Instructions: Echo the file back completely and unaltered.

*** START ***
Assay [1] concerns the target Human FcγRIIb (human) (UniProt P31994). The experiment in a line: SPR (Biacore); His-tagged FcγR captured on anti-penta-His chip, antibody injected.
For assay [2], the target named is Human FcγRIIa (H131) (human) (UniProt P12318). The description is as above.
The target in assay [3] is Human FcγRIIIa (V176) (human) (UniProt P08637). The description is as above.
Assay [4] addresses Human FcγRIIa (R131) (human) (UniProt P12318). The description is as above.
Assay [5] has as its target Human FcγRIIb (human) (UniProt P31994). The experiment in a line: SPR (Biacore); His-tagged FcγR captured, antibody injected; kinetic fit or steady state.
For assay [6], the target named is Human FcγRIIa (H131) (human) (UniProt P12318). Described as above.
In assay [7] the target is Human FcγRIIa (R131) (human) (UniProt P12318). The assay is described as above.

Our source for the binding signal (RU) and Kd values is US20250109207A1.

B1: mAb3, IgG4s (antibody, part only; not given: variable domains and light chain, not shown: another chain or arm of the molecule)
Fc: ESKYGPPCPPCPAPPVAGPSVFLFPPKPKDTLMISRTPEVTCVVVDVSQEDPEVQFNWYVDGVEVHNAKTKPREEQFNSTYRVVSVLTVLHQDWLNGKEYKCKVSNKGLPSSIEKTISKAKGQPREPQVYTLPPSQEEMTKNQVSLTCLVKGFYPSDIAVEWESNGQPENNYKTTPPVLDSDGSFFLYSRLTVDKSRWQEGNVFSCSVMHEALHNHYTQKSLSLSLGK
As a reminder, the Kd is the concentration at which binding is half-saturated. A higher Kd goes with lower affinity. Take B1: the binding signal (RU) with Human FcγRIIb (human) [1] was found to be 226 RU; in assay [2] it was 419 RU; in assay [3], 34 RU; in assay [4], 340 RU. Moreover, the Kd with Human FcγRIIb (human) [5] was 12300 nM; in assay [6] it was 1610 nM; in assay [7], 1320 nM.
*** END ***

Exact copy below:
Assay [1] concerns the target Human FcγRIIb (human) (UniProt P31994). The experiment in a line: SPR (Biacore); His-tagged FcγR captured on anti-penta-His chip, antibody injected.
For assay [2], the target named is Human FcγRIIa (H131) (human) (UniProt P12318). The description is as above.
The target in assay [3] is Human FcγRIIIa (V176) (human) (UniProt P08637). The description is as above.
Assay [4] addresses Human FcγRIIa (R131) (human) (UniProt P12318). The description is as above.
Assay [5] has as its target Human FcγRIIb (human) (UniProt P31994). The experiment in a line: SPR (Biacore); His-tagged FcγR captured, antibody injected; kinetic fit or steady state.
For assay [6], the target named is Human FcγRIIa (H131) (human) (UniProt P12318). Described as above.
In assay [7] the target is Human FcγRIIa (R131) (human) (UniProt P12318). The assay is described as above.

Our source for the binding signal (RU) and Kd values is US20250109207A1.

B1: mAb3, IgG4s (antibody, part only; not given: variable domains and light chain, not shown: another chain or arm of the molecule)
Fc: ESKYGPPCPPCPAPPVAGPSVFLFPPKPKDTLMISRTPEVTCVVVDVSQEDPEVQFNWYVDGVEVHNAKTKPREEQFNSTYRVVSVLTVLHQDWLNGKEYKCKVSNKGLPSSIEKTISKAKGQPREPQVYTLPPSQEEMTKNQVSLTCLVKGFYPSDIAVEWESNGQPENNYKTTPPVLDSDGSFFLYSRLTVDKSRWQEGNVFSCSVMHEALHNHYTQKSLSLSLGK
As a reminder, the Kd is the concentration at which binding is half-saturated. A higher Kd goes with lower affinity. Take B1: the binding signal (RU) with Human FcγRIIb (human) [1] was found to be 226 RU; in assay [2] it was 419 RU; in assay [3], 34 RU; in assay [4], 340 RU. Moreover, the Kd with Human FcγRIIb (human) [5] was 12300 nM; in assay [6] it was 1610 nM; in assay [7], 1320 nM.